The point I was trying to make was that Syzygys does this all the time, trying to make herself appear more well informed about tired issues that have already been solved but not yet funded. I can't stand it when people waste the time of the brilliant people on this forum with propaganda like this, where the only solution is a radical solution that the doom-sayer came up with and will be hailed for, rather than rationally funded technology. When I said it wasn't an issue, I meant the problem had been solved; it's not like Nuclear Proliferation, where it needs to be managed carefully; if we want to do it, we can do it.

    As for the point on desertification; I was merely saying I'd be more worried about the soil crisis (which hasn't been entirely figured out, but with GMs and greenhouses could be somewhat mitigated) than the water. Water is abundant. Proper farmland is not.

    And transportation costs? Really? We pump oil all day. If the demand is there, it can be done. However, you also have to consider that we truck coal (which is literally cheaper than dirt) hundreds of miles from mine to plant. I think we'll be ok on transportation costs. People can do without power. They can't do without water. It's a pretty assured market.
     
  8. Repo Man Valued Senior Member

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    A solution to a problem that requires energy/money that people do not have isn't much of a solution.
     
  9. Syzygys As a mother, I am telling you Valued Senior Member

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    Sure my man. But if there is no MORE rain in Kansas (then before), because the aquifer has been used up (returned to the cycle), than they still have a problem. More rain in the Pacific is not good for drying out Kansas. You understand this, right?

    You just shot yourself on the foot. Kansas is landlocked, so again, the water for them was lost FOREVER.

    You seem to be struck on the desalinization. The reason why it is needed, because they reached and passed PEAK WATER.... So do you agree that peak water has been passed for the Great Plains or not?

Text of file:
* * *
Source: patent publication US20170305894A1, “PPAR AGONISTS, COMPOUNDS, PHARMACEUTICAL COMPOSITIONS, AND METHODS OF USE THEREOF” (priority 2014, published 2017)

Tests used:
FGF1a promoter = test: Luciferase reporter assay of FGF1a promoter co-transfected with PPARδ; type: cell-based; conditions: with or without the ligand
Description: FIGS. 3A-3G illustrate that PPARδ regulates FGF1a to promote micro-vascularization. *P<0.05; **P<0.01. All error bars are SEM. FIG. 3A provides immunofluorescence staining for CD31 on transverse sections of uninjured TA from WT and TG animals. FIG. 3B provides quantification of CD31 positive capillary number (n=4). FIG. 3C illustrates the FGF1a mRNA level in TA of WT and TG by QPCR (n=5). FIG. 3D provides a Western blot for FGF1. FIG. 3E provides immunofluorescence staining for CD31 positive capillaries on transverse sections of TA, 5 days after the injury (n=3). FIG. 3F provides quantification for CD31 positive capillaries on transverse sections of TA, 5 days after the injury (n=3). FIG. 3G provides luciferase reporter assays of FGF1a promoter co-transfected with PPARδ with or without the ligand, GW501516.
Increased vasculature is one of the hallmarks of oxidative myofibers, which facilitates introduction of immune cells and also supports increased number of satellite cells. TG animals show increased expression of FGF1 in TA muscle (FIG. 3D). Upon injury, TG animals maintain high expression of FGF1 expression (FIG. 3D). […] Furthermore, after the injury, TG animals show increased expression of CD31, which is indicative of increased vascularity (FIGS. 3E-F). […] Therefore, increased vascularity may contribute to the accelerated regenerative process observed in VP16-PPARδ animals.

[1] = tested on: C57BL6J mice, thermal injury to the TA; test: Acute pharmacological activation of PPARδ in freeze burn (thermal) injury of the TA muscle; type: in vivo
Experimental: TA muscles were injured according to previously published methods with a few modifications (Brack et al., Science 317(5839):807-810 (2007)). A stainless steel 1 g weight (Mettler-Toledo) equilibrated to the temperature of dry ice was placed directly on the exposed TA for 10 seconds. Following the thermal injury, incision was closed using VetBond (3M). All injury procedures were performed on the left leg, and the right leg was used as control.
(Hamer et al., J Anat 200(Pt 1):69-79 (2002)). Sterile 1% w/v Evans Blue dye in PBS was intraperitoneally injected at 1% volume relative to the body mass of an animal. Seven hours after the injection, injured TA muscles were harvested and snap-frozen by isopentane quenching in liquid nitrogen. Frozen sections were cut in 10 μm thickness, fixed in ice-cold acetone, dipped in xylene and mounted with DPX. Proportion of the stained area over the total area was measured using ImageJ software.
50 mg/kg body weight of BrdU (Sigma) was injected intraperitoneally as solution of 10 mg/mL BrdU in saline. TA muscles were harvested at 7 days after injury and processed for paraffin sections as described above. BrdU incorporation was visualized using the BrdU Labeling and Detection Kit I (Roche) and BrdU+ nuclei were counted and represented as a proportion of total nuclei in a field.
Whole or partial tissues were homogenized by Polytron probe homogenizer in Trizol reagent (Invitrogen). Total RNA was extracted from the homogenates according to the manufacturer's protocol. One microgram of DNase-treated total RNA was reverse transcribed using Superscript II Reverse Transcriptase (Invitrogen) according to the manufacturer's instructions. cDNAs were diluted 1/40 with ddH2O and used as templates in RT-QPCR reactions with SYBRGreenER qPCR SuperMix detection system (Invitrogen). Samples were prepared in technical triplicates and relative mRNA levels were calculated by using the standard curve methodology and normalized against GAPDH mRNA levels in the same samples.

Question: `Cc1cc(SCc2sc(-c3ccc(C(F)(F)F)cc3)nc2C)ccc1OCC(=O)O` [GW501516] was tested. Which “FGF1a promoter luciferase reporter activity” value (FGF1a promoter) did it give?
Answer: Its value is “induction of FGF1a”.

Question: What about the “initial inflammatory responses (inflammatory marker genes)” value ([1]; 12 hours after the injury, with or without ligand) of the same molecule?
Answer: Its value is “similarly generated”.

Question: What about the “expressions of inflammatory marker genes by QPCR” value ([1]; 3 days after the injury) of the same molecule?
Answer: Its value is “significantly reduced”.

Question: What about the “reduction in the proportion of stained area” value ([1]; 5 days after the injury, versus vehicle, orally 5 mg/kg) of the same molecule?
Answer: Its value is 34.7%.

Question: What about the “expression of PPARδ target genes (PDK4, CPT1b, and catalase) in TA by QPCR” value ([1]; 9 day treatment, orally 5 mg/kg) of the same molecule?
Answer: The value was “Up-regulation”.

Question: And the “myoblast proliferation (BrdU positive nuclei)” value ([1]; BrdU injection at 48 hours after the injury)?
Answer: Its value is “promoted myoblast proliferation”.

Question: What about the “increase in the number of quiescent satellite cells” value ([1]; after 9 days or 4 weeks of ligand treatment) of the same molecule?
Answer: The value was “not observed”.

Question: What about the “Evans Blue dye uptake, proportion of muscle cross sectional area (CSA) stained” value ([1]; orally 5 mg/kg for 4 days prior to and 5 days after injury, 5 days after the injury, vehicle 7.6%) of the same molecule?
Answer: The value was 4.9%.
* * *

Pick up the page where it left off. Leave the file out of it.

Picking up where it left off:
If the water was in the aquifer for a million years, and it is not there but in the Pacific, it is sure lost for Kansas, for the last time...Globally you are right, but if the water or oil or whatever is up in Alaska or underwater 5 miles in hard to mine areas, where it is VERY COSTLY to get it, that doesn't help much us down in the lower 48....

    And the bottomline is, we have already reached peak coal/oil/water for the lower 48....

    Now if we go global, the nice fresh local water suddenly became salty and toxic not so good for usage water. Do you see the problem my man???
     
  10. twr Registered Senior Member

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    Kansas may be landlocked but it's part of the United States, which is not; water can be transported there if need be.
    Whether or not it has occurred is not my concern. Is the geological data in the article from Harpers? My argument is that there is no need for you to pretend as though you're providing revolutionary news. Let's look at some words you used describing the "news";
    - Scare
    - Distressing
    - (and, somewhat indirectly) suicidal

    Fox News would berate that as a biased, sensationalized piece of hype. You're fear-mongering for nothing and for no reason. I would wager there are very few people on this forum who have the influence to prevent the water table from being depleted.


    How does oil in Alaska not help you down South? Back on topic; I see what you're saying about the water table being depleted, and I understand it takes time for water tables to be replenished, however, the fact of the matter is Kansas is not doomed to become some sort of desolate wasteland as a result of table depletion. Lots of areas in California have nearly depleted their water tables, but they still produce an abundance of agricultural goods. It's obviously best to avoid the problem and try to avoid depletion, but again, IT'S NOT NEARLY AS BIG AN ISSUE AS YOU ARE MAKING IT OUT TO BE.